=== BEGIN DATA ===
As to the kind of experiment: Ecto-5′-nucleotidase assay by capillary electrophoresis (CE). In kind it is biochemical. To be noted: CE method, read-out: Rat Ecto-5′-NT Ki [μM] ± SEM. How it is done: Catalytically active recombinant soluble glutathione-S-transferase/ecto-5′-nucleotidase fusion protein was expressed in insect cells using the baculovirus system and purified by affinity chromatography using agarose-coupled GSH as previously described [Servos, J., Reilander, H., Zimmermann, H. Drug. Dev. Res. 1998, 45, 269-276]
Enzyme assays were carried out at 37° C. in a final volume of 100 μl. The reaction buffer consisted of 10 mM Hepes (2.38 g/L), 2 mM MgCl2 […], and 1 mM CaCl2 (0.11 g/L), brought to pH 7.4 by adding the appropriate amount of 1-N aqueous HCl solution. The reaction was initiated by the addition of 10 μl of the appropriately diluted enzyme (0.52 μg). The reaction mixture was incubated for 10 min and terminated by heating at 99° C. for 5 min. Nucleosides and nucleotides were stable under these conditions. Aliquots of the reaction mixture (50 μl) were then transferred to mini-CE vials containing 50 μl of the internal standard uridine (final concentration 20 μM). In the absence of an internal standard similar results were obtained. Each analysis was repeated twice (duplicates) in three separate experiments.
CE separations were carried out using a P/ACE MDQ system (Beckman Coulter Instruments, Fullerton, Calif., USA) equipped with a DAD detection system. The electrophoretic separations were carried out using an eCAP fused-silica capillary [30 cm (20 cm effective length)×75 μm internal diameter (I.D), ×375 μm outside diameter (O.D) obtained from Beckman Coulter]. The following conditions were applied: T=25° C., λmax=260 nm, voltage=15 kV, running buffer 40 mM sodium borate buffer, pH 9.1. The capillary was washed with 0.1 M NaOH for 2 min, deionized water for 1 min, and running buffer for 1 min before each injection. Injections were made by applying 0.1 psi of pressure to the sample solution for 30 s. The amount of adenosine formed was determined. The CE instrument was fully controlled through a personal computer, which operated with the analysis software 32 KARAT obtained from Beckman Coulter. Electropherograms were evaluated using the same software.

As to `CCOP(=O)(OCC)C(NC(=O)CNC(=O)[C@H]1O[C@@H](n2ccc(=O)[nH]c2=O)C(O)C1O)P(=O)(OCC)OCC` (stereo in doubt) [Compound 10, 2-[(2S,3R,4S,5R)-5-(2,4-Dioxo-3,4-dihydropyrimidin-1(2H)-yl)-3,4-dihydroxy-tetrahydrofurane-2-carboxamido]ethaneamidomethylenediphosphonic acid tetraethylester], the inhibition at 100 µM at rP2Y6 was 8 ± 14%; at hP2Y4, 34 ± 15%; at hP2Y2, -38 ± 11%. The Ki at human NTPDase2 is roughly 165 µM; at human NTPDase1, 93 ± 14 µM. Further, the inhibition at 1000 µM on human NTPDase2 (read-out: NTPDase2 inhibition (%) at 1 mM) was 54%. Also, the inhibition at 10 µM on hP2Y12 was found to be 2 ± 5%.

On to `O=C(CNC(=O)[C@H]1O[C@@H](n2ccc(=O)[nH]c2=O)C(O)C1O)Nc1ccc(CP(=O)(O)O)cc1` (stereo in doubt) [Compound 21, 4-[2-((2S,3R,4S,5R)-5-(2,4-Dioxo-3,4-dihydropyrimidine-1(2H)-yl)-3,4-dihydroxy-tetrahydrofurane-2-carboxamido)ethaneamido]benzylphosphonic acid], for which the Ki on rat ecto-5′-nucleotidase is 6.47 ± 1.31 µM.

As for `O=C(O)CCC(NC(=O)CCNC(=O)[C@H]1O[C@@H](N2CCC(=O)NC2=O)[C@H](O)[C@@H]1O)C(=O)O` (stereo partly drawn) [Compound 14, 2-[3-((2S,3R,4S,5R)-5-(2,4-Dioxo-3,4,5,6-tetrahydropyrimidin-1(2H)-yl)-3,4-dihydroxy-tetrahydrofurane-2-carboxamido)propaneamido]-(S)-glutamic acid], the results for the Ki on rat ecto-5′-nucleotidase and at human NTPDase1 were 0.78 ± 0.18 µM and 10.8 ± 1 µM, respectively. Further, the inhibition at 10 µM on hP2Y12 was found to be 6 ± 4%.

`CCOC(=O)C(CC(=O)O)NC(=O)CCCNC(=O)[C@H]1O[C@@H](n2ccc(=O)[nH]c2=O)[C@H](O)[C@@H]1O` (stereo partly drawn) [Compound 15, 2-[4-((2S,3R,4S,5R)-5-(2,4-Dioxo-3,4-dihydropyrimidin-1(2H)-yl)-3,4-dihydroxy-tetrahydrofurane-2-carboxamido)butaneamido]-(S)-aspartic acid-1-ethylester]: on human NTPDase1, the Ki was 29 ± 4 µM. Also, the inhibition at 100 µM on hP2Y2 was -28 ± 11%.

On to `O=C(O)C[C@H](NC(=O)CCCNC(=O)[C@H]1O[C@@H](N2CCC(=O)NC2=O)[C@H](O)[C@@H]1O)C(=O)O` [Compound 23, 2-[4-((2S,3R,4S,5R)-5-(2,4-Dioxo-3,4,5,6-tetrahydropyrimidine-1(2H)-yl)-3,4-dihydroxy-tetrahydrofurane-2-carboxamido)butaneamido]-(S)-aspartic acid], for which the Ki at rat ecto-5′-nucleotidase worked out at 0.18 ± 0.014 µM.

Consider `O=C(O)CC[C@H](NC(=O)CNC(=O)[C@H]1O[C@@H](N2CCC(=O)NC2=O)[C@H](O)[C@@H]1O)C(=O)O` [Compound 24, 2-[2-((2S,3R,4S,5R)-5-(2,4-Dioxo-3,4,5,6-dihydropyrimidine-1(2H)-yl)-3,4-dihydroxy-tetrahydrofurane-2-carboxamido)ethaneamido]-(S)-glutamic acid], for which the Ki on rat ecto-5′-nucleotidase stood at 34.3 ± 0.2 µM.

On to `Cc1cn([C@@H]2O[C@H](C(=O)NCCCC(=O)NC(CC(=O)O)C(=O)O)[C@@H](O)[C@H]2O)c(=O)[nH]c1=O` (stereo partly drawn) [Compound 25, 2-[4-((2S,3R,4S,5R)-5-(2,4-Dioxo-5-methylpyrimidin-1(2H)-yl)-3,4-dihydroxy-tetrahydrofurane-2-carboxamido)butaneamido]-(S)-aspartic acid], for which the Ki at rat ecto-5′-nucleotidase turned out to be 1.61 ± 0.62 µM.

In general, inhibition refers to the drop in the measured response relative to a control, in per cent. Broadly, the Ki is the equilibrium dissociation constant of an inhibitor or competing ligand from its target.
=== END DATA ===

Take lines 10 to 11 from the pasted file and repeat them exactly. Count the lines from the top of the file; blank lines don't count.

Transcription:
On to `Cc1cn([C@@H]2O[C@H](C(=O)NCCCC(=O)NC(CC(=O)O)C(=O)O)[C@@H](O)[C@H]2O)c(=O)[nH]c1=O` (stereo partly drawn) [Compound 25, 2-[4-((2S,3R,4S,5R)-5-(2,4-Dioxo-5-methylpyrimidin-1(2H)-yl)-3,4-dihydroxy-tetrahydrofurane-2-carboxamido)butaneamido]-(S)-aspartic acid], for which the Ki at rat ecto-5′-nucleotidase turned out to be 1.61 ± 0.62 µM.

In general, inhibition refers to the drop in the measured response relative to a control, in per cent. Broadly, the Ki is the equilibrium dissociation constant of an inhibitor or competing ligand from its target.